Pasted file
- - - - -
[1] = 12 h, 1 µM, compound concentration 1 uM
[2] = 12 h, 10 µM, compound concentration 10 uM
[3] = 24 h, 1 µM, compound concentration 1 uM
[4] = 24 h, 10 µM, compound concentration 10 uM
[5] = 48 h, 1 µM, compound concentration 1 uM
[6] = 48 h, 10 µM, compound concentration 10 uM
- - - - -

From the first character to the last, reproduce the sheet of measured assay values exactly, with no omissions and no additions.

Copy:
[1] = 12 h, 1 µM, compound concentration 1 uM
[2] = 12 h, 10 µM, compound concentration 10 uM
[3] = 24 h, 1 µM, compound concentration 1 uM
[4] = 24 h, 10 µM, compound concentration 10 uM
[5] = 48 h, 1 µM, compound concentration 1 uM
[6] = 48 h, 10 µM, compound concentration 10 uM